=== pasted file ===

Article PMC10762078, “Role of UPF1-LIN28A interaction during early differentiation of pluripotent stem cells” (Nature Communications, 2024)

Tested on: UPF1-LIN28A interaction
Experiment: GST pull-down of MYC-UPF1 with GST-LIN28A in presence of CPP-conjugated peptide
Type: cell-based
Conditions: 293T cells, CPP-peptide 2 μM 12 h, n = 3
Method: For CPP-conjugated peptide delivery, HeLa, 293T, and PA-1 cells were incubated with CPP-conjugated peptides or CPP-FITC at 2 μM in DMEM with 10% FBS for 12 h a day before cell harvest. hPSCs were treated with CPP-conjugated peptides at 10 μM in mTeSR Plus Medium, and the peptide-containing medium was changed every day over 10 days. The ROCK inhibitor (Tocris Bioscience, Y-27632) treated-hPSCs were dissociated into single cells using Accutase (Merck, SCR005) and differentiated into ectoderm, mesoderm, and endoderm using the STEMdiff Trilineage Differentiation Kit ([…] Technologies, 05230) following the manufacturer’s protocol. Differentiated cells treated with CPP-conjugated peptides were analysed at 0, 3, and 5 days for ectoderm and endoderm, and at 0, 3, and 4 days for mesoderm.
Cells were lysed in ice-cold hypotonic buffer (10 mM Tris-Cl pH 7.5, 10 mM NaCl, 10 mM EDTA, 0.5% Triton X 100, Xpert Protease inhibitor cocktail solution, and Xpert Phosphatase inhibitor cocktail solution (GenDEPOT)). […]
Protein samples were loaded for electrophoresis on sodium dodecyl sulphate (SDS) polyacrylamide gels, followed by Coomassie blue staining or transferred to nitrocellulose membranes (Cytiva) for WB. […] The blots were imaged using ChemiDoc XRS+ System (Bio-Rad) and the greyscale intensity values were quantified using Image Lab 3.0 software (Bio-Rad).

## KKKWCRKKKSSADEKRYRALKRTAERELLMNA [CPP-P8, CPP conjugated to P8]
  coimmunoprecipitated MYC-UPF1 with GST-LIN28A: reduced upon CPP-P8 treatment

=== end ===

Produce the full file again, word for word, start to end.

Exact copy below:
Article PMC10762078, “Role of UPF1-LIN28A interaction during early differentiation of pluripotent stem cells” (Nature Communications, 2024)

Tested on: UPF1-LIN28A interaction
Experiment: GST pull-down of MYC-UPF1 with GST-LIN28A in presence of CPP-conjugated peptide
Type: cell-based
Conditions: 293T cells, CPP-peptide 2 μM 12 h, n = 3
Method: For CPP-conjugated peptide delivery, HeLa, 293T, and PA-1 cells were incubated with CPP-conjugated peptides or CPP-FITC at 2 μM in DMEM with 10% FBS for 12 h a day before cell harvest. hPSCs were treated with CPP-conjugated peptides at 10 μM in mTeSR Plus Medium, and the peptide-containing medium was changed every day over 10 days. The ROCK inhibitor (Tocris Bioscience, Y-27632) treated-hPSCs were dissociated into single cells using Accutase (Merck, SCR005) and differentiated into ectoderm, mesoderm, and endoderm using the STEMdiff Trilineage Differentiation Kit ([…] Technologies, 05230) following the manufacturer’s protocol. Differentiated cells treated with CPP-conjugated peptides were analysed at 0, 3, and 5 days for ectoderm and endoderm, and at 0, 3, and 4 days for mesoderm.
Cells were lysed in ice-cold hypotonic buffer (10 mM Tris-Cl pH 7.5, 10 mM NaCl, 10 mM EDTA, 0.5% Triton X 100, Xpert Protease inhibitor cocktail solution, and Xpert Phosphatase inhibitor cocktail solution (GenDEPOT)). […]
Protein samples were loaded for electrophoresis on sodium dodecyl sulphate (SDS) polyacrylamide gels, followed by Coomassie blue staining or transferred to nitrocellulose membranes (Cytiva) for WB. […] The blots were imaged using ChemiDoc XRS+ System (Bio-Rad) and the greyscale intensity values were quantified using Image Lab 3.0 software (Bio-Rad).

## KKKWCRKKKSSADEKRYRALKRTAERELLMNA [CPP-P8, CPP conjugated to P8]
  coimmunoprecipitated MYC-UPF1 with GST-LIN28A: reduced upon CPP-P8 treatment